Timothy J. Orr






Westholme Publishing


A New Light Shines on the Battle of Fredericksburg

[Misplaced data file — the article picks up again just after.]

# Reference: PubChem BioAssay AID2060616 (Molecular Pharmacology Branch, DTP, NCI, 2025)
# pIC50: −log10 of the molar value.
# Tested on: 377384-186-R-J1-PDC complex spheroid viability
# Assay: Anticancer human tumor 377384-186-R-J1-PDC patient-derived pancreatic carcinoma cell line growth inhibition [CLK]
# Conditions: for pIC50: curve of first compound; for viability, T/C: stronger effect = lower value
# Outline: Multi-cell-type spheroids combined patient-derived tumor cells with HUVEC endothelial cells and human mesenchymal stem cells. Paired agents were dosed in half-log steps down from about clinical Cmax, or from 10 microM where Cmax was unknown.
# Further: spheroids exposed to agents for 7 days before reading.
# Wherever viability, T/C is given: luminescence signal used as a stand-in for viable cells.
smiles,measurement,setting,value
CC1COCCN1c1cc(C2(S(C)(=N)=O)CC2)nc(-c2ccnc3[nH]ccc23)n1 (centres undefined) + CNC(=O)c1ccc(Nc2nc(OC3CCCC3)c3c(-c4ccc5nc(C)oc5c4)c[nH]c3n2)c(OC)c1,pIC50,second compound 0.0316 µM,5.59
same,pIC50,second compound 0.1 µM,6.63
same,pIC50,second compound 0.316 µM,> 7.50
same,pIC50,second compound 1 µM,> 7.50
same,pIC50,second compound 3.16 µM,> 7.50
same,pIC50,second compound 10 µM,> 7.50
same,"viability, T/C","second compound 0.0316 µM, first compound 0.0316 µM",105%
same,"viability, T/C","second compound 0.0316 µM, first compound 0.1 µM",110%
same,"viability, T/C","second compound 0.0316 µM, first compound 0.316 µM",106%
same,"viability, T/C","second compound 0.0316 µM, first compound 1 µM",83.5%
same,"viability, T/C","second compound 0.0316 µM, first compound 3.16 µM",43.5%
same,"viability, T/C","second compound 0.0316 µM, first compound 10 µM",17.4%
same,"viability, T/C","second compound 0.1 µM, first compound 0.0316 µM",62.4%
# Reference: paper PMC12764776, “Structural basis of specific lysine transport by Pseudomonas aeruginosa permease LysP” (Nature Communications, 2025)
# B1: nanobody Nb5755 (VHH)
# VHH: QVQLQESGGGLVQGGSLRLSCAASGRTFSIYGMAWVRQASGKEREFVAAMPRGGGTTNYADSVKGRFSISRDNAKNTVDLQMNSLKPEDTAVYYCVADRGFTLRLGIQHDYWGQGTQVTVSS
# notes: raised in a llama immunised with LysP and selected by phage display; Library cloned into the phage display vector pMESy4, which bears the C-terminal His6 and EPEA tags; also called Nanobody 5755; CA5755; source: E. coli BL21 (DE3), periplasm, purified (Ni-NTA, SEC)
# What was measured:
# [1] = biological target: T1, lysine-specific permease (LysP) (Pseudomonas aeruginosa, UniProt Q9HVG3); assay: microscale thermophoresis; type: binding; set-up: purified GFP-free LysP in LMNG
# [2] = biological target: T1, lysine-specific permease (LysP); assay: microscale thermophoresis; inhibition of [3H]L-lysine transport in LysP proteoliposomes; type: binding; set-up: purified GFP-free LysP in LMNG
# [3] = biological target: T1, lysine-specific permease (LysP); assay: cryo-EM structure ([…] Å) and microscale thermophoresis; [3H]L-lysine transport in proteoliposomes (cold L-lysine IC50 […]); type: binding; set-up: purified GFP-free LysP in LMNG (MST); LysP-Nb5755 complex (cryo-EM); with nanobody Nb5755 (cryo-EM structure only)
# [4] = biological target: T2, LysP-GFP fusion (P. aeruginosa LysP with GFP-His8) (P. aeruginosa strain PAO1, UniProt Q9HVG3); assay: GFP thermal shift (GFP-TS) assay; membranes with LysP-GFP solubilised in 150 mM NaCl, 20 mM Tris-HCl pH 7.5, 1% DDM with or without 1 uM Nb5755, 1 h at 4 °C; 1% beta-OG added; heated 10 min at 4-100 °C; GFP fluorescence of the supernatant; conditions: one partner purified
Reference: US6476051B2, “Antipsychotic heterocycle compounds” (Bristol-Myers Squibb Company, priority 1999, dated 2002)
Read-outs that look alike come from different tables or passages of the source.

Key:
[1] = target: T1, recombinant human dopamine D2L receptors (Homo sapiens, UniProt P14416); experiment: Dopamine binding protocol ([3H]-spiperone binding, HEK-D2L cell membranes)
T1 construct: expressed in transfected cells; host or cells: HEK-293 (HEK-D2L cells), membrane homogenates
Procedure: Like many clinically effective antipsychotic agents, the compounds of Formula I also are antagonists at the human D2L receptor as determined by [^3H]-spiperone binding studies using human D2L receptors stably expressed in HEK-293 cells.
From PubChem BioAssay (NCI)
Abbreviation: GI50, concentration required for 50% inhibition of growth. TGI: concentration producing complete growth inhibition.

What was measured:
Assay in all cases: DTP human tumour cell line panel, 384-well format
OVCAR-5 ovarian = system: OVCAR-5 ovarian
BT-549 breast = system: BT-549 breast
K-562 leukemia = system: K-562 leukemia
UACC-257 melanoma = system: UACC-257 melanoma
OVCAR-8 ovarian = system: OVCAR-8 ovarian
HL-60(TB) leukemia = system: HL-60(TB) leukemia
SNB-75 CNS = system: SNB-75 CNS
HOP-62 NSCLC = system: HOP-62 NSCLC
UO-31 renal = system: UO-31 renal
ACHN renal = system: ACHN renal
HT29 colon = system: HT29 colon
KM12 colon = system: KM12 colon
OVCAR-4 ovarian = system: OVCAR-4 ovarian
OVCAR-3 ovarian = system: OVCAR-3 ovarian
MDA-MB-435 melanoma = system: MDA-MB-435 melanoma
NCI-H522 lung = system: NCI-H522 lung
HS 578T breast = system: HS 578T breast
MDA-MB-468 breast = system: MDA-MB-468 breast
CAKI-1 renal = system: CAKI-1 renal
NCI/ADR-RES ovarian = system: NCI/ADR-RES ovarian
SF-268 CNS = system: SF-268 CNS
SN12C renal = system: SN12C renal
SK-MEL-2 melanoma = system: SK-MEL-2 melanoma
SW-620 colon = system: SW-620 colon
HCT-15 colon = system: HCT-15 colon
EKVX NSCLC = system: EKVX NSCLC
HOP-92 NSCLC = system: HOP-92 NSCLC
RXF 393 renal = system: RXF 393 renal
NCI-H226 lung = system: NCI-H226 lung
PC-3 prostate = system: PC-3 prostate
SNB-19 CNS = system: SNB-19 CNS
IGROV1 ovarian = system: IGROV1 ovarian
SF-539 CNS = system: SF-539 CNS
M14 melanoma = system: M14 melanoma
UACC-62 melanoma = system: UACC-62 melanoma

Duane Schultz’s The Fate of War: Fredericksburg, 1862 offers readers a window into the lives of people touched by the forces of war, forces unleashed by the December 1862 battle of Fredericksburg. The Fate of War is not an academic history, and consequently, it has no discernible argument. In his preface, Schultz pleads with the reader to accept his book as it appears and not judge it according to the rigorous standards of academia. “This is not an academic history," he writes. “It focuses on individuals, not armies; on people, not plans and positions drawn on maps. It is a narrative about how soldiers and civilians react to the stress of war; a record of triumph and failure, courage and cowardice, compassion and cruelty" (vi). Essentially, The Fate of War moves from character to character, offering brief glimpses of their pre-war lives, their experiences during the battle, and how they endured the battle’s grim aftermath. The reader will get a dose of many notable characters: Sergeant Thomas J. Plunkett, nurse Clara Barton, poet Walt Whitman, General Robert E. Lee, Major General Ambrose Burnside, Brigadier General Thomas Meagher, Private William McCarter, Major General Joseph Hooker, Major General William Franklin, Lieutenant General James Longstreet, Lieutenant General Stonewall Jackson, Brigadier General William Barksdale, and a few other names too numerous to mention. It is hard to assess this book’s scholarly merits as it offers no original research and no thesis, and the author readily admits these severe shortcomings. As a narrative, The Fate of War offers a competent retelling of the battle, but nothing revisionist. Schultz recounts biographical detail in lurid fashion; however, readers might struggle with the author’s free-form literary style. His narrative flows from subject to subject without transition. This style will no doubt appeal to readers who enjoy an energetic, highly-dramatized version of the battle, but those who crave analysis will find no joy. On a more basic level, the author provides no explanation as to why he chose to focus on these particular individuals and not upon others. Schultz admits that he did not mean to render a comprehensive narrative of the battle of Fredericksburg, but he certainly owed readers an explanation as to why he chose these specific characters. Did they reflect particular human conditions wrought by the face of battle? If so, which ones? Why did these personalities and not others better reflect those emotional responses? Readers might have expected Schultz to meet the promise he established in his preface, that is, they might have seen an assessment of “what people can force themselves to do . . . In the face of the ultimate fear of letting down their friends or betraying their own sense of who they are" (vi). No such analysis of the physical, cognitive, emotional, or spiritual combat stressors appears. Instead, the author provides vignettes, many of which have already appeared in countless histories of the battle. In short, the author owed his readers a stronger theme than the one he provided. The author’s uncanny ability to psychoanalyze his biographical subjects serves as The Fate of War’s bright spot. Schultz’s professional training as a psychologist shines splendidly in his prose, and although it was not his primary intent to psychoanalyze such generals as Amrbose Burnside and Robert E. Lee, he does well, actually, nailing down their temperaments in a cogent, persuasive way. For instance, in regard to Burnside and Lee, the battle of Fredericksburg emerged as an inner struggle for both men, a dual attempt by both commanding generals to win a moral victory against their own insecurities. For example, when Burnside learned that the northern press began to blame the Lincoln administration for pressuring him to attack on December 13, the ever-sensitive army commander felt so guilty that he chose to fall on his sword, penning a public missive in which he took blame for the defeat. It is a shame that Schultz did not provide more of this kind of psychoanalysis. His penchant for uncovering the inner world of the human soul besieged by the pressures of battle offered tantalizing hints at an original, provocative thesis. In any event, readers will be left to wonder why Civil War history needs another book on the battle of Fredericksburg. Generally, The Fate of War does not contribute in any significant way to the greater body of literature, and a fuller account of the battle and its personalities can be found in other sources. However, The Fate of War offers an excellent introductory view of the battle, one geared toward enthusiasts who might prefer the “human-interest" side over complex tactical analyses. This book will make a suitable companion for visitors to Fredericksburg and Spotsylvania National Military Park, as its imagery presents a clear picture of the battle as viewed by the profiled personalities. Any reader with imagination can find Schultz’s prose eminently useful. Of course, Schultz himself is a resident of Fredericksburg and he well-understands battlefield visitors’ need to establish a close, personal connection with the hallowed ground. Schultz concludes, “If you stand on the sunken road early of a foggy winter morning and look across the open ground, it is easy to imagine the ghosts of the soldiers who fought there in 1862, to imagine them still trying to reach the stone wall that called so many to their death" (271). Let us hope that, in the midst of the Civil War sesquicentennial, a legion of first-time visitors to Fredericksburg might read The Fate of War and have the same emotional experience. Dr. Timothy J. Orr is Assistant Professor of Military History at Old Dominion University in Norfolk, Virginia. He is editor of Last to the Leave the Field: The Life and Letters of First Sergeant Ambrose Henry Hayward, 28th Pennsylvania Volunteer Infantry. His current research examines Union mobilization.